Now, there are two commonly used tri-bureau credit scoring models, FICO scores and VantageScore credit scores.
Two Brands, Many Scores
FICO has periodically redeveloped its credit risk scoring model over the past three decades. The analytics company released its most recent scoring system, the FICO Score 10 Suite, in 2020.
Not only are there multiple generations of the FICO score, but the company also builds semi-customized industry-specific credit scores for auto lending and credit card issuing as well. These scores are very popular with auto lenders and card issuers.
Depending on the type of financing you need, a lender may pull one of these scores rather than your generic FICO score.
FICO also develops different scoring models for Experian, TransUnion, and Equifax. While each credit bureau’s FICO score version is similar, they’re certainly not identical. As a result, even if you had an identical credit report at all three bureaus, which is highly unlikely, your FICO scores would not be the same.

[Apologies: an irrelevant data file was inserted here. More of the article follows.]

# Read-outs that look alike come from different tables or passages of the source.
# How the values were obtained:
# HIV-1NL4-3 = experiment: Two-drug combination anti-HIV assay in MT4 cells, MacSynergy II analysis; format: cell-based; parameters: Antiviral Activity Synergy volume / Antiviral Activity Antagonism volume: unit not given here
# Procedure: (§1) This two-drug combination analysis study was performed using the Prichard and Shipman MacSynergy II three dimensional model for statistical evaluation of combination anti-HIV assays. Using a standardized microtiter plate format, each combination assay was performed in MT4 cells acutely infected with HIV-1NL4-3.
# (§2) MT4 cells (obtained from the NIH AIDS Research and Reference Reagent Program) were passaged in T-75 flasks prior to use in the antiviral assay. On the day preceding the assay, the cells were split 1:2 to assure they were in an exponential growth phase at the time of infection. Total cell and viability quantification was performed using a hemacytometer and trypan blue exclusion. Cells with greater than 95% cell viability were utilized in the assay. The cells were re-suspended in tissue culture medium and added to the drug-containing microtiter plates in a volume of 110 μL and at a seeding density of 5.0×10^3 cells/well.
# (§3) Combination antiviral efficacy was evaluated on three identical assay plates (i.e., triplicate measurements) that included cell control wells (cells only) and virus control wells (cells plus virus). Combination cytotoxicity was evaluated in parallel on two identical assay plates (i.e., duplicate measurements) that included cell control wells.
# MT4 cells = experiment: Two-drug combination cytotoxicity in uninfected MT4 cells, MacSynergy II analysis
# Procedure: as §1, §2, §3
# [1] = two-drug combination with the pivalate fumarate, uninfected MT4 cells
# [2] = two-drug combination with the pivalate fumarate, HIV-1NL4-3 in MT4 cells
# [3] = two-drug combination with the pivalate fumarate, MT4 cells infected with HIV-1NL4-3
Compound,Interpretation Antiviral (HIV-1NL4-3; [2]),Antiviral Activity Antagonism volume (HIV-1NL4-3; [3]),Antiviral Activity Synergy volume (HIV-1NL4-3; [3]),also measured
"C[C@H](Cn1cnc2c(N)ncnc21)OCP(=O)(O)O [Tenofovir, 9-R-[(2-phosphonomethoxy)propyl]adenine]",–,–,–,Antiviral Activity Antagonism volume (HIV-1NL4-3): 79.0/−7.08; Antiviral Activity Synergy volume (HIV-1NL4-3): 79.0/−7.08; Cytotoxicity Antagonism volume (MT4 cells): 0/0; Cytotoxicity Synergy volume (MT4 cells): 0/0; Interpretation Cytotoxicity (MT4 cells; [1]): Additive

VantageScore Solutions doesn’t create industry-specific or bureau-specific scores. It produces generic scores that work the same across all three credit bureaus. VantageScore is currently on the fourth version of its popular tri-bureau scoring model, called VantageScore 4.0.
Creditors can choose when and if to invest in a new or different credit scoring model. Some lenders still use models that were built many years ago. Others may prefer to upgrade to newer scoring systems that are more up to date and more predictive of risk.
Unless you ask, you won’t know which credit score a lender will use when you apply for a loan or credit card. Lenders don’t commonly disclose this information, or from which credit bureau they will pull your credit report. This guarantees organic underwriting and prevents consumers from gaming the lending process by only using lenders that will see their “cleanest” credit report.
There are hundreds of different score outcome possibilities when you aggregate FICO’s scores, VantageScore’s scores, and the other custom scores that are commonly used by lenders and insurance companies. But they all share two common traits — they are all based on your credit reports, and higher scores give you a better chance of qualifying and saving money.
FICO vs. VantageScore: Which Scores Matter Most?
If you apply for a credit card or a loan today, there’s a good chance the issuing bank or lender will check some version of your FICO score or your VantageScore credit score. In the mortgage industry, lenders use FICO’s scores almost exclusively not by choice but, rather, by mandate from the Federal Housing Finance Agency.